It wasn’t that I was a picky eater, either. I liked most foods. I wanted to like radishes. Every once in a while, I would nibble on one, hoping it tasted differently than the last one I tried, to no avail.

Radishes

I completely abandoned any attempt to like radishes by adulthood. If they showed up in a salad, I picked them out, telling myself that I didn’t like radishes.

When I received Life Changing Foods, by Anthony William, I discovered he had devoted a section to radishes. I read through the info.

Radishes support and replenish the immune system. The sulfur in this veggie repels any type of pathogen and kills off parasites. The sulfides keep arteries and veins clean, which prevents plaque from building up. Radishes are incredible heart food, preventing cardiovascular disease and issues by increasing good cholesterol and lowering bad cholesterol. And the skin of this little root vegetable helps to prevent all types of cancers. They also restore the kidney, liver, pancreas and spleen.

With radishes, we get a two-for-one deal. Not only are the roots health boosting, the greens are one of the most prebiotic foods available, second only to wild blueberries. Radish leaves contain nutrients such as vitamins, minerals, antioxidants, phytochemicals and cancer fighting alkaloids, plus the greens possess antibacterial and antiviral properties. They repair the colon and parts of the intestinal tract that have lost the ability to absorb nutrients. Radish greens cleanse heavy metals from the body, removing mercury, lead, arsenic and aluminum. They also stave off neurological conditions, including MS, ALS, Parkinson’s and Lyme disease.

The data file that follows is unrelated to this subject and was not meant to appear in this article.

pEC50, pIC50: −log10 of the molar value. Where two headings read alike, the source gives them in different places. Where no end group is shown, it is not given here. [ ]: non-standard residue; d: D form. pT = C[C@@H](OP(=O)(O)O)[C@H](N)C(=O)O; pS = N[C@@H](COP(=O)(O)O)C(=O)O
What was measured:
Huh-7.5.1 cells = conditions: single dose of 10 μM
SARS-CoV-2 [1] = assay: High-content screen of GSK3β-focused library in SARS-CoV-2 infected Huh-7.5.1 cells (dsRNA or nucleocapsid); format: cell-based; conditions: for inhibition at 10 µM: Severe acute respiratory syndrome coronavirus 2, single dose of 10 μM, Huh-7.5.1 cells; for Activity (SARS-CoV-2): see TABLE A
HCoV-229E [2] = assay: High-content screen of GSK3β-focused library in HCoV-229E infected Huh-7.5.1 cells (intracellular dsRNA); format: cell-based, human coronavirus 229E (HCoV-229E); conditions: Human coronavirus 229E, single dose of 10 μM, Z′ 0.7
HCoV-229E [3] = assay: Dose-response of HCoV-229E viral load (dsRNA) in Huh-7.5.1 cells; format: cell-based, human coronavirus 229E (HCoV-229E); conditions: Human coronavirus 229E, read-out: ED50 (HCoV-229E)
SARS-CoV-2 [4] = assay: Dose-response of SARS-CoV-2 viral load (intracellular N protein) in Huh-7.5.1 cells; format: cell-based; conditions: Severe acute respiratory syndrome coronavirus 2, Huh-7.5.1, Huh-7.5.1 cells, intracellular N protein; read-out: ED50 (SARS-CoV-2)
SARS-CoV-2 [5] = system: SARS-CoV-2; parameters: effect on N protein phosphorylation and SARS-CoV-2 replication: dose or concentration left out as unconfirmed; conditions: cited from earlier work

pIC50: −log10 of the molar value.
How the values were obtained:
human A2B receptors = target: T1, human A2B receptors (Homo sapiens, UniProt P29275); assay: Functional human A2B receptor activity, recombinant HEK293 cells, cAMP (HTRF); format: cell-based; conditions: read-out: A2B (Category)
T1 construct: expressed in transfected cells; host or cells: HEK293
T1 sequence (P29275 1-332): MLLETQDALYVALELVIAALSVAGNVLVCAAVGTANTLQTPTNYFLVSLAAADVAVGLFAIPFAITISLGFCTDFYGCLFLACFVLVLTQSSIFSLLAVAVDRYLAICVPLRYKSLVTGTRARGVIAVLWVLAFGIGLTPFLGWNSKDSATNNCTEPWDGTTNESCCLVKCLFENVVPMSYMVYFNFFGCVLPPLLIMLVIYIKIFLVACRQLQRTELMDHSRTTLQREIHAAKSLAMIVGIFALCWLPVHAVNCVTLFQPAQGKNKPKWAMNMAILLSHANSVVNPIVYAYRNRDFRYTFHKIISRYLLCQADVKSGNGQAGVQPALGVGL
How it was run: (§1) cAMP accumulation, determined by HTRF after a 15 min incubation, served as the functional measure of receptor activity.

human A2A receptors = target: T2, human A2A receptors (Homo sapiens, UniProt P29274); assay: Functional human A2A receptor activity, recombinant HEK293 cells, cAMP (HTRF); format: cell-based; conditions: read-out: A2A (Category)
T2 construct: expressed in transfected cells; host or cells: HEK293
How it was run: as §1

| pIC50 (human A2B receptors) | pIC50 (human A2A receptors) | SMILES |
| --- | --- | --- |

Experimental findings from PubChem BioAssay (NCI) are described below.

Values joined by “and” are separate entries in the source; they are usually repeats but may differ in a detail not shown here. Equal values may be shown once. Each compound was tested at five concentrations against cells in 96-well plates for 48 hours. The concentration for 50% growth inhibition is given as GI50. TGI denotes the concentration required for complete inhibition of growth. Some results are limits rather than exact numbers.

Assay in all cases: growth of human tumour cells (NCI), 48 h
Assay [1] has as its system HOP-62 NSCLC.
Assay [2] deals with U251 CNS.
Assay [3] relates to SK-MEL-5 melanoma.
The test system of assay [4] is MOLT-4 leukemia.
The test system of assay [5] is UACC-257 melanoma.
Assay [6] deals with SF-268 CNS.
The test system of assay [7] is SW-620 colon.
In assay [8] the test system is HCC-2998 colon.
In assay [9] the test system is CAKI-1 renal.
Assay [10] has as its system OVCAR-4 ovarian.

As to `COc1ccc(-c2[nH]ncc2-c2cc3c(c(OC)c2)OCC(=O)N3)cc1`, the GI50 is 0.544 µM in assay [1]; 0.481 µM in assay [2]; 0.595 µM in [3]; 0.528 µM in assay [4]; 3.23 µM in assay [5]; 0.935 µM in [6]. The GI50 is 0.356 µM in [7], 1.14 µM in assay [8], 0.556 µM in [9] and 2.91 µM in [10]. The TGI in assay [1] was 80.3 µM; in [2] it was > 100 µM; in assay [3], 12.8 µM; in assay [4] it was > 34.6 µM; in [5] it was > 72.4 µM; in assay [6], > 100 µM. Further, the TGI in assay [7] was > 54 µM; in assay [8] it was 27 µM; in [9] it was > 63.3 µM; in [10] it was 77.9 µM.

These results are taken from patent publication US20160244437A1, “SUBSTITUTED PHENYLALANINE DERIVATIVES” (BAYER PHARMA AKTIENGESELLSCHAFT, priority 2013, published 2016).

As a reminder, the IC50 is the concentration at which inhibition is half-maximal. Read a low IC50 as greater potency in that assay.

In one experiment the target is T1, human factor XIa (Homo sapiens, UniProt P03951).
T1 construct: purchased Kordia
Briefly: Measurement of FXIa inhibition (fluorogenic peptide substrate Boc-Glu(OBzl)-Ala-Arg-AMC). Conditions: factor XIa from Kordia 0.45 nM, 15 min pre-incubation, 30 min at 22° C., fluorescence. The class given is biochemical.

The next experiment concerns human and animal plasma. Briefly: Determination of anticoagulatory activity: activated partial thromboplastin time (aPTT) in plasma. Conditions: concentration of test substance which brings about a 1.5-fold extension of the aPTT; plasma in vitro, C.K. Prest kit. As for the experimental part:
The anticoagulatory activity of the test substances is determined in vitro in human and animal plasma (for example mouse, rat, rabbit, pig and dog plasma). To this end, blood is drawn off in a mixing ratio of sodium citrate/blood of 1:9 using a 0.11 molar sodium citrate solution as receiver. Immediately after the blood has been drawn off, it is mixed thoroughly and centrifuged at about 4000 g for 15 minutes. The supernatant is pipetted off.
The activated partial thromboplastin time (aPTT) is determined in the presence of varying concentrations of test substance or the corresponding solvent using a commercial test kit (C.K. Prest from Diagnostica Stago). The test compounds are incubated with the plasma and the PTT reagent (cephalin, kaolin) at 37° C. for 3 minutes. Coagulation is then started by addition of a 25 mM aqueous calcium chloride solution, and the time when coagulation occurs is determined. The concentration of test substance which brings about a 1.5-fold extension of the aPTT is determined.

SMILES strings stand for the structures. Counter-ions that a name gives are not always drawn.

After reading about the extraordinary benefits radishes offer, I knew I needed to rethink my attitude about this powerful food. I’ve already discovered that my taste buds have changed since going plant based. Several other foods that I once disliked, I now enjoy.

I gave radishes another try. Pop would be proud of me. I can’t say radishes are my favorite food, however, I like them, especially combined with other foods in salads and slaws. In fact, this week I created a radish/red cabbage/carrot slaw with a zesty jalapeño dressing that I do love. See the recipe HERE.

I intend to incorporate radish greens in salads or add them to veggies to steam. And next spring, I want to grow them in my veggie bed. I can imagine my grandfather’s face brightening as he grins. “Have a radish?” At last I can answer, “Yes!”

Radishes